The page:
Fig. 10

Micro-CT scan after the first impact for 20 and 30 J at 25 and \(-50\ ^{\circ }\hbox {C}\)

Fig. 11

Impacted face and back face at 20 and 35 J impact energies at 25 and \(-50\ ^{\circ }\hbox {C}\)

The micro-CT scan images for 30 J shown in the Fig. 10 exhibit significant fiber failure along with matrix failure, and is representative of the samples impacted at higher energies of 25, 30 and 35 J. Fiber failure through the thickness of the samples is higher at AT as compared to RT when impacted by 30 J impact energy. Also, the reduction in the overall damaged area projected on to the plan of the samples at 30 J is approximately 19% between RT and AT. The observed difference in percentage reduction in damaged area between RT and AT at 20 and 30 J is due to the increase in strength when composites are subject to low temperatures. The yield strength of the vinyl ester matrix increased up to \(\approx 55\%\) at AT as compared to RT based on the compression tests conducted in the current study, which indicates a delay in the onset of matrix cracks at AT. Consequently, the composite manifested significantly higher fiber failure than matrix cracking as compared to RT for the same impact energy.

Figure 12 shows the impacted face and back face of samples repeatedly impacted at 20 and 35 J to complete perforation. The samples impacted at 20 J at both temperatures experienced a combination of fiber fracture (enclosed by the red curves) and matrix cracking (enclosed by the blue curves). At \(25\ ^{\circ }\hbox {C}\), these samples also manifested small regions of fiber bridging at the back face (enclosed by the green circles). On the other hand, at \(-50\ ^{\circ }\hbox {C}\), fiber bridging was minimal and showed predominantly fiber fracture at the back face of the laminate as predicted from the Sect. 2.4. This was also representative of the samples impactedat 25 J.
Fig. 12

Impacted face and back face for 20 and 35 J impact energies at 25 and \(-50\ ^{\circ }\hbox {C}\)

The samples impacted at 35 J at room temperature exhibited a combination of fiber breakage and matrix cracking along with fiber bridging at the back face of the laminate. On the other hand, at Arctic temperature, they experienced significant fiber fracture at the impacted and back face. The perforated region is sharp and well-defined at 30 J inArctic temperature as compared to lower impact energies and at room temperature. The failure mechanisms were similar for the samples impacted at 30 J. Overall, Arctic temperature renders the composite brittle thereby promoting more fiber fracture than matrix cracking, which is accentuated at higher impact energies.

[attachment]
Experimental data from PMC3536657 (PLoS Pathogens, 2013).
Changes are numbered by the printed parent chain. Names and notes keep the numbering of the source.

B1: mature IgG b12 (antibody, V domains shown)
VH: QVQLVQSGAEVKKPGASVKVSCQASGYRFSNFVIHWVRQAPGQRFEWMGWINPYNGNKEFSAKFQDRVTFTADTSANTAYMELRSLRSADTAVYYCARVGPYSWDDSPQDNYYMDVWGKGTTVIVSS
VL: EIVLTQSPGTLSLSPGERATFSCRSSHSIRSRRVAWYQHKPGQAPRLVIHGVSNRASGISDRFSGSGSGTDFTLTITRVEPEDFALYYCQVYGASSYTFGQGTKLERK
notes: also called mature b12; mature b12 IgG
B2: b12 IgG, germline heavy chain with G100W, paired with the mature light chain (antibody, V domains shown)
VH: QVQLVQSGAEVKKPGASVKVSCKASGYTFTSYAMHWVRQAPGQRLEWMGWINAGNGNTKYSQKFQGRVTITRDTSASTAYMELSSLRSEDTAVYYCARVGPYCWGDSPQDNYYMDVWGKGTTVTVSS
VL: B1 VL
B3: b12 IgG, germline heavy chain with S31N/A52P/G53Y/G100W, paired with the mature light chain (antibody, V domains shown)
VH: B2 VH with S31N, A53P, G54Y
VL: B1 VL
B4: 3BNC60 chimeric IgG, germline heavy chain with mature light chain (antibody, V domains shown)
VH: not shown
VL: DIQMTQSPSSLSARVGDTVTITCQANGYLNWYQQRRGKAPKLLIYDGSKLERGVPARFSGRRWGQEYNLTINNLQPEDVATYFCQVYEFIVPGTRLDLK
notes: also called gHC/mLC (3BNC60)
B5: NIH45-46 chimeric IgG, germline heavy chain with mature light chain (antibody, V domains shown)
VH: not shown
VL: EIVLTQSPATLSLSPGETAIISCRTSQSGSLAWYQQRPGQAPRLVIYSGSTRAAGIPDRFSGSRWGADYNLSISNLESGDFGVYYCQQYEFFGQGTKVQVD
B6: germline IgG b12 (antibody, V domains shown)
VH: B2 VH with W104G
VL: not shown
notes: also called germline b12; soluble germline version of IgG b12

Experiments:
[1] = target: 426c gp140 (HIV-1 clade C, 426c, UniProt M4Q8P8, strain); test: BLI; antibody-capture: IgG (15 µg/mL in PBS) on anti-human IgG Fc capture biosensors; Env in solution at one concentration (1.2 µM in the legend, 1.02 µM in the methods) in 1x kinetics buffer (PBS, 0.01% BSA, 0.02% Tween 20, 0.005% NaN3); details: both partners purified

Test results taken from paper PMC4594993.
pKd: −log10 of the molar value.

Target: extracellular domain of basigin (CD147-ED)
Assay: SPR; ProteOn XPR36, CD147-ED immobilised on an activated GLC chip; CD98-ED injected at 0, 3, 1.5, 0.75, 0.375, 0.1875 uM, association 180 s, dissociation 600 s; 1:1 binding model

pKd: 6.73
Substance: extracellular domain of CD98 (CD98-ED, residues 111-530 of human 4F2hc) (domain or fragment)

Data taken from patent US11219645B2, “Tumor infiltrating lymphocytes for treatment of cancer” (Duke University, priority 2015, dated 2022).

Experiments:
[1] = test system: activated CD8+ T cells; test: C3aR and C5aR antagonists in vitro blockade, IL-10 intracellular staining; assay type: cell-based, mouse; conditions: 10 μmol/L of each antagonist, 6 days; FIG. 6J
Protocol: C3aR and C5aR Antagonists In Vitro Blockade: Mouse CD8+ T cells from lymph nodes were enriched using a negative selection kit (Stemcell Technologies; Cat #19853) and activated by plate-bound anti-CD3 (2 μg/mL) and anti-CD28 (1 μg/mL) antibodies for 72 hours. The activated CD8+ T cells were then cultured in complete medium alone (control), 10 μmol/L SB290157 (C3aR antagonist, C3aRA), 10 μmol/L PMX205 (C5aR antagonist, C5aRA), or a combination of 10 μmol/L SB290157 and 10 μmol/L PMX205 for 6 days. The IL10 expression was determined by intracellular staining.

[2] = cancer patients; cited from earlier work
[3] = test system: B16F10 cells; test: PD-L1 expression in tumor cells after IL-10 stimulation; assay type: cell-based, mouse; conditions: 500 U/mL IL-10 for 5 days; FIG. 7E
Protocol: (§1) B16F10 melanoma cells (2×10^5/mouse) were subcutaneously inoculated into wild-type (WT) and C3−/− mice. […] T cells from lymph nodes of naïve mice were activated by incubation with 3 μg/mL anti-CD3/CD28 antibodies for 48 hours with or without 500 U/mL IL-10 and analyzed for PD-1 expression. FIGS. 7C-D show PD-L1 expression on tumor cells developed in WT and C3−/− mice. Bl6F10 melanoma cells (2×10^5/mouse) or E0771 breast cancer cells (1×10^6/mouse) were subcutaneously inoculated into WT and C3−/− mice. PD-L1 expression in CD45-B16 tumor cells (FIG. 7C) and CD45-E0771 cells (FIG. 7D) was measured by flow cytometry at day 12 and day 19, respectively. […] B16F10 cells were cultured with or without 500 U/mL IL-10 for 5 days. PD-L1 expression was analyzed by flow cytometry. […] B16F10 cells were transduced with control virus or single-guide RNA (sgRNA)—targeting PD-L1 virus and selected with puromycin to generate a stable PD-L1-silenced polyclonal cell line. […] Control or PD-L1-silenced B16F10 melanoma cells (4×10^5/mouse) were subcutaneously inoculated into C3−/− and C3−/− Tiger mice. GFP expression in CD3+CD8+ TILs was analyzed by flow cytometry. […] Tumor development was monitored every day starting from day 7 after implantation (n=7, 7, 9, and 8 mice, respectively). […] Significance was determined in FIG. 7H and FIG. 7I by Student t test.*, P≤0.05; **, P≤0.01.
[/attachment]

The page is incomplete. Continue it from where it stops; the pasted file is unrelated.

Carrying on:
4 Conclusion

Dynamic repeated impact response and failure mechanisms of woven carbon/vinyl ester composites at room (\(25\ ^{\circ }\hbox {C}\)) and Arctic (\(-50\ ^{\circ }\hbox {C}\)) temperatures were investigated in this paper in view of increasing interest in Arctic explorations and the need to characterize these composites for Arctic applications. Four impact energies of 20 , 25 , 30 and 35 J were considered for dynamic impact testing at room and in situ Arctic temperatures, where the samples were repeatedly impacted until perforation. Key observations in terms of the contact force, displacement, energy absorbed and failure mechanisms were reported in this paper. Key conclusions are as follows:
  1. 1.

    During a repeated impact event at low impact energies, a laminate experiences four phases of force change: stabilization, force increase, maximum force and force decrease. If the impact energy is sufficiently high to cause significant damage during the first impact, then only two phases of force change will be present: maximum force and force decrease.

  2. 2.

    At \(-50\ ^{\circ }\hbox {C}\), increase in rigidity of a laminate results in higher initial stiffness, lower defections and higher impact forces than those impacted at \(25\ ^{\circ }\hbox {C}\) for all energies.

  3. 3.